314 N. River Street
East Dundee, IL 60118
cross-hatched patterns that sym-
bolized rain. Lightning, thun-
der clouds, mountains, the in-
fluences of the cycle of life, and
water and sky were frequent
The designs were applied with
the spike of a yucca made into a
brush by chewing.
Upon completion, the potter
would lightly strike the side of
the pot, holding it to their ear.
If the pot did not ring, the piece
was known to have cracked in
the firing process and would be
destroyed and ground into
shards for future use.
Today, old Acoma pottery is
not only revered for its unique
artistic characteristics, but be-
Fifty miles west of Albuquerque
is the historic Acoma pueblo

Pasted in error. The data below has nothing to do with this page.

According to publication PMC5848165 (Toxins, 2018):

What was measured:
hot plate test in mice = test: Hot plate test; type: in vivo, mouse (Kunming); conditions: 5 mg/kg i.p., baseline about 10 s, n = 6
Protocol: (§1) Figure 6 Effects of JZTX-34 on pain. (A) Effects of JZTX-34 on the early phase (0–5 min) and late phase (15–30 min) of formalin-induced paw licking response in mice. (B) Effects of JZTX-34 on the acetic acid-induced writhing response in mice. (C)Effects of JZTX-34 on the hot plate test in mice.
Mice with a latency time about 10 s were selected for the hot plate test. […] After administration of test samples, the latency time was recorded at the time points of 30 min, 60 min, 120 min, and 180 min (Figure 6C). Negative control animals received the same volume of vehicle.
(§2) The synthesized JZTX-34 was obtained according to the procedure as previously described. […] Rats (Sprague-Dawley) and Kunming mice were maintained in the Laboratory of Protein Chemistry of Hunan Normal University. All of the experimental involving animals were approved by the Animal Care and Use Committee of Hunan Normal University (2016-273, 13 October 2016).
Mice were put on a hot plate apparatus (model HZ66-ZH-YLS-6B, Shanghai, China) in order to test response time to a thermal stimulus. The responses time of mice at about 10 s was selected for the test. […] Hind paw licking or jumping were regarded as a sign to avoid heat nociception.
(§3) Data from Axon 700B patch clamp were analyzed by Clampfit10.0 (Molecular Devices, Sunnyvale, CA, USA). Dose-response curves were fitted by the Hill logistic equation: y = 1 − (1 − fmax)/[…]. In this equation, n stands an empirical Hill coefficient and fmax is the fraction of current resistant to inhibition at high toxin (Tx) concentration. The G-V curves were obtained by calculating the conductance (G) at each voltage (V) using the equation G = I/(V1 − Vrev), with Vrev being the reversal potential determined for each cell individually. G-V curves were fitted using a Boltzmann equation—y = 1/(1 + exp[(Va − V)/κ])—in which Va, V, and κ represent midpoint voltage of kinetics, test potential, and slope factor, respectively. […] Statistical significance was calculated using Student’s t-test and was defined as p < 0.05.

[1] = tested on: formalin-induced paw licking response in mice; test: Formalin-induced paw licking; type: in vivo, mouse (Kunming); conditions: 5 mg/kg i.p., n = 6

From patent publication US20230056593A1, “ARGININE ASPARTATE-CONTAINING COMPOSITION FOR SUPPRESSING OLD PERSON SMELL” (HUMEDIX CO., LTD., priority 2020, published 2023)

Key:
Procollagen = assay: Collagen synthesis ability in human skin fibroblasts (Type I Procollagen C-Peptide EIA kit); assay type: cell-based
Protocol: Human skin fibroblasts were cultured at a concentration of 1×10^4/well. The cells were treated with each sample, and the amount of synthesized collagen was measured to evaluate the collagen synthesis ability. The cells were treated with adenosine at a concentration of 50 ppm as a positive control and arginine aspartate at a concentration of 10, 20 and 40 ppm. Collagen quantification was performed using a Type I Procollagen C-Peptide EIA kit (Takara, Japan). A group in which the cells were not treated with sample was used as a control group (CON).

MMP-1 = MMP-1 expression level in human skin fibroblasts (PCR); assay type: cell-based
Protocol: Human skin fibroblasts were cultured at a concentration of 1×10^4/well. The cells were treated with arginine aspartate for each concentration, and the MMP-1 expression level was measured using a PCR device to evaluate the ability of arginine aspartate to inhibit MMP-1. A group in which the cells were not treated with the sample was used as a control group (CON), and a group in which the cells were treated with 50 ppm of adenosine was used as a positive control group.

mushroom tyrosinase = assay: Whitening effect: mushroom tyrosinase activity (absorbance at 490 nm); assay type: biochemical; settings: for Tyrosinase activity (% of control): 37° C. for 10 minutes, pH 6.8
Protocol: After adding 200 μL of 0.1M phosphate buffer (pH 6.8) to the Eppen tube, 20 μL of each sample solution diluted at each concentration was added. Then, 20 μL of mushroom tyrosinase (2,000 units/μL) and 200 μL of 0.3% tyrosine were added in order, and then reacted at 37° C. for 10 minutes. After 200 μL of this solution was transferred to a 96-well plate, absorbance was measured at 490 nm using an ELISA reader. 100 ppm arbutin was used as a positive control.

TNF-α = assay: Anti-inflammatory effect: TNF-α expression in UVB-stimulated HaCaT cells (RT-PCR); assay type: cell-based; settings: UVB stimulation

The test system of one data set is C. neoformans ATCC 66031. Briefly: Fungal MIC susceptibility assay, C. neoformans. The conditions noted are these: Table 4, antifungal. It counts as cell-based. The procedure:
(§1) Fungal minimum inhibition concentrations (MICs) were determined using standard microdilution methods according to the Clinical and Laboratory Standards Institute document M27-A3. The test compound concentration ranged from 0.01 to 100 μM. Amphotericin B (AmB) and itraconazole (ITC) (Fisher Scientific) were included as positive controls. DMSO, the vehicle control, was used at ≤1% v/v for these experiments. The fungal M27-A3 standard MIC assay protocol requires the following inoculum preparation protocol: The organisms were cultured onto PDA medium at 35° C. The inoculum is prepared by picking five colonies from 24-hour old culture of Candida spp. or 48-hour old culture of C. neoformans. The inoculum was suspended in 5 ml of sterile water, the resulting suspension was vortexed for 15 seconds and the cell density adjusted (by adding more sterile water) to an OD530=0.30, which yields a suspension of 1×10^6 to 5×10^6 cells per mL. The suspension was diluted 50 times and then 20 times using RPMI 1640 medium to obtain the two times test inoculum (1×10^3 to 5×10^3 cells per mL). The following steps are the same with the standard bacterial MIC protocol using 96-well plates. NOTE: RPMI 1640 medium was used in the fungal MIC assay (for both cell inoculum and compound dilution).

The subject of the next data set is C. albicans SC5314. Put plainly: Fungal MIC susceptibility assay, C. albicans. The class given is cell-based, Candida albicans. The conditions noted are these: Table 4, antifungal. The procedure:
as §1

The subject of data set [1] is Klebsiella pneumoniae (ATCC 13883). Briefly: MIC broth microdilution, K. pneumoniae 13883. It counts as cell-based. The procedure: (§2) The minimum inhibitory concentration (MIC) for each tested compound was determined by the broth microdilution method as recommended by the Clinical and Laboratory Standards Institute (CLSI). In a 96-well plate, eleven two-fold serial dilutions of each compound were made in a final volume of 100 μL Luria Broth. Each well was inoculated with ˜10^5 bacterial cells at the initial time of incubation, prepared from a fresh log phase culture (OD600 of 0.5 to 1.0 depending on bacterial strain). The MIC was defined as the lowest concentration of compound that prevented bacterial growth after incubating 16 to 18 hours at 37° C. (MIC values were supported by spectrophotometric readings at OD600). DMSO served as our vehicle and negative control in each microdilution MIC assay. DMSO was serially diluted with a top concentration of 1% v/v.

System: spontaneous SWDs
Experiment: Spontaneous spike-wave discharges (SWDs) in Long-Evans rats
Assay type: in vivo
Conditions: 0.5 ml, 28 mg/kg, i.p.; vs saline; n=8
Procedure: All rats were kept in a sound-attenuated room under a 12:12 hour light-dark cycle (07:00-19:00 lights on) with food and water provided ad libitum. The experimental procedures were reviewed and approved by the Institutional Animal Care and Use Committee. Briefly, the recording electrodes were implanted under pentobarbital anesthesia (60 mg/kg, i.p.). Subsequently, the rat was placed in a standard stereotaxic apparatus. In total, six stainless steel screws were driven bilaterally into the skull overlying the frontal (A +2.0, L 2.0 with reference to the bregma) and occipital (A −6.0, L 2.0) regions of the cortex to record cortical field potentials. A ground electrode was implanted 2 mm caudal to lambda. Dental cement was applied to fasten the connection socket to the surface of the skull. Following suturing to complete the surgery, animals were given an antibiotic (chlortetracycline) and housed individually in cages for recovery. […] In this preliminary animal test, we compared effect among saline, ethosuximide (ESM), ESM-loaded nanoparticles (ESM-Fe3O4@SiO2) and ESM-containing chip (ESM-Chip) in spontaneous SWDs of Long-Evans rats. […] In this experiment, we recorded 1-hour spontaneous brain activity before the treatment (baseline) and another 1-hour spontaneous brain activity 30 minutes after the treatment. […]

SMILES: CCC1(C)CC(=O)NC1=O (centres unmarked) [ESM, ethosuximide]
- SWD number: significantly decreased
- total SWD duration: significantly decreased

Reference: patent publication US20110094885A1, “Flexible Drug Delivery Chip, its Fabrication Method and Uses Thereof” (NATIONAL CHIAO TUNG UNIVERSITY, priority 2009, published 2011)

where pottery making dates
back more than 1,000 years.
Pottery was functional, and was
used for storage, cooking and
eating. Water jugs were used
by Acoma men for long hunt-
The local dense clay made for
the perfect medium for pottery.
Potters dried the clay and
strengthened it by adding of
pulverized pottery shards and
sand. They hand-coiled, paint-
ed and fired the piece using
dung for fuel.
Geometric patterns, thunder-
birds and rainbows were the
traditional designs, as were
cause of its immensely rich
River Trading Post features a
select grouping of the rare old
Acoma work, as well as classic
old work from Zuni, Zia and
The old pieces also are featured
on the Pottery section of River
Trading Post website under
Arts of Native America
This Acoma polychrome storage pot dates
back to 1890, and is a classic example of
the old work.
Even with the ladle wear around the rim,
the beauty of this classic Acoma pot still